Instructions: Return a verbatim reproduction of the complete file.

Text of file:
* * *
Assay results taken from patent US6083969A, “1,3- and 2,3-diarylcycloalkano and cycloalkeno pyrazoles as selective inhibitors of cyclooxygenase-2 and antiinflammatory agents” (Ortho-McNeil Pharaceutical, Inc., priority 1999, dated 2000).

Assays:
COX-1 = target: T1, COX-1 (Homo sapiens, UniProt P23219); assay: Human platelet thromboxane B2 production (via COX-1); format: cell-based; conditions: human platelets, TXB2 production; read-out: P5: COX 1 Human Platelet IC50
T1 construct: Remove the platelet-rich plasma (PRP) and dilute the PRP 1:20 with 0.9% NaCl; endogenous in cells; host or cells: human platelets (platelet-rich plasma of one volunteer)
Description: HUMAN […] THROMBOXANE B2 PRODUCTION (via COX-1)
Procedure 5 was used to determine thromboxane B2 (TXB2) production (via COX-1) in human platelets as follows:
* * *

Assay results taken from patent US6083969A, “1,3- and 2,3-diarylcycloalkano and cycloalkeno pyrazoles as selective inhibitors of cyclooxygenase-2 and antiinflammatory agents” (Ortho-McNeil Pharaceutical, Inc., priority 1999, dated 2000).

Assays:
COX-1 = target: T1, COX-1 (Homo sapiens, UniProt P23219); assay: Human platelet thromboxane B2 production (via COX-1); format: cell-based; conditions: human platelets, TXB2 production; read-out: P5: COX 1 Human Platelet IC50
T1 construct: Remove the platelet-rich plasma (PRP) and dilute the PRP 1:20 with 0.9% NaCl; endogenous in cells; host or cells: human platelets (platelet-rich plasma of one volunteer)
Description: HUMAN […] THROMBOXANE B2 PRODUCTION (via COX-1)
Procedure 5 was used to determine thromboxane B2 (TXB2) production (via COX-1) in human platelets as follows: